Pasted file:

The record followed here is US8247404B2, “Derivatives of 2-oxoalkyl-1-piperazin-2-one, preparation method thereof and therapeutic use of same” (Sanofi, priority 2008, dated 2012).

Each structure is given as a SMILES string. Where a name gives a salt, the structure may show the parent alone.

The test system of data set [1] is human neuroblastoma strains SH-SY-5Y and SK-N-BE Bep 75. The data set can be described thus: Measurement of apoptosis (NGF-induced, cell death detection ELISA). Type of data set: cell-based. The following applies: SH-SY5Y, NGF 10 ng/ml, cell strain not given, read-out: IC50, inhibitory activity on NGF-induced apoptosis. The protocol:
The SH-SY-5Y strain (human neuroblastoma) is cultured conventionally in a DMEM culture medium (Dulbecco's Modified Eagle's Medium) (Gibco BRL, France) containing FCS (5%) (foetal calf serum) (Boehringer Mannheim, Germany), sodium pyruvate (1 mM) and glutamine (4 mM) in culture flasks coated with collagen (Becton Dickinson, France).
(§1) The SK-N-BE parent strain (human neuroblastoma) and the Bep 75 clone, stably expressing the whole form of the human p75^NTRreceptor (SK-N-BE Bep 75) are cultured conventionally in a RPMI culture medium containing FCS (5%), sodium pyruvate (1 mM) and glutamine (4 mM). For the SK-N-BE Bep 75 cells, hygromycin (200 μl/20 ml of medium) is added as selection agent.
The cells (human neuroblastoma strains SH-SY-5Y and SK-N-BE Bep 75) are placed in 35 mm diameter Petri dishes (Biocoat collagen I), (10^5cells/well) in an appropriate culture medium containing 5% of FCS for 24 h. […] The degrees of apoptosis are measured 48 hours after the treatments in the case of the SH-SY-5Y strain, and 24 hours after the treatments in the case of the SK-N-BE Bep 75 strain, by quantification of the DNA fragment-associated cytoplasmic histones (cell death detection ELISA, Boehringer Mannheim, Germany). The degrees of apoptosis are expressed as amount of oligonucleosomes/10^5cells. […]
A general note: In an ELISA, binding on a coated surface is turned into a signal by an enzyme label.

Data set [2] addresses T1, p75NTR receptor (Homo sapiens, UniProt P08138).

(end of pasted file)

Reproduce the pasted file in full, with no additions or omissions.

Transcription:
The record followed here is US8247404B2, “Derivatives of 2-oxoalkyl-1-piperazin-2-one, preparation method thereof and therapeutic use of same” (Sanofi, priority 2008, dated 2012).

Each structure is given as a SMILES string. Where a name gives a salt, the structure may show the parent alone.

The test system of data set [1] is human neuroblastoma strains SH-SY-5Y and SK-N-BE Bep 75. The data set can be described thus: Measurement of apoptosis (NGF-induced, cell death detection ELISA). Type of data set: cell-based. The following applies: SH-SY5Y, NGF 10 ng/ml, cell strain not given, read-out: IC50, inhibitory activity on NGF-induced apoptosis. The protocol:
The SH-SY-5Y strain (human neuroblastoma) is cultured conventionally in a DMEM culture medium (Dulbecco's Modified Eagle's Medium) (Gibco BRL, France) containing FCS (5%) (foetal calf serum) (Boehringer Mannheim, Germany), sodium pyruvate (1 mM) and glutamine (4 mM) in culture flasks coated with collagen (Becton Dickinson, France).
(§1) The SK-N-BE parent strain (human neuroblastoma) and the Bep 75 clone, stably expressing the whole form of the human p75^NTRreceptor (SK-N-BE Bep 75) are cultured conventionally in a RPMI culture medium containing FCS (5%), sodium pyruvate (1 mM) and glutamine (4 mM). For the SK-N-BE Bep 75 cells, hygromycin (200 μl/20 ml of medium) is added as selection agent.
The cells (human neuroblastoma strains SH-SY-5Y and SK-N-BE Bep 75) are placed in 35 mm diameter Petri dishes (Biocoat collagen I), (10^5cells/well) in an appropriate culture medium containing 5% of FCS for 24 h. […] The degrees of apoptosis are measured 48 hours after the treatments in the case of the SH-SY-5Y strain, and 24 hours after the treatments in the case of the SK-N-BE Bep 75 strain, by quantification of the DNA fragment-associated cytoplasmic histones (cell death detection ELISA, Boehringer Mannheim, Germany). The degrees of apoptosis are expressed as amount of oligonucleosomes/10^5cells. […]
A general note: In an ELISA, binding on a coated surface is turned into a signal by an enzyme label.

Data set [2] addresses T1, p75NTR receptor (Homo sapiens, UniProt P08138).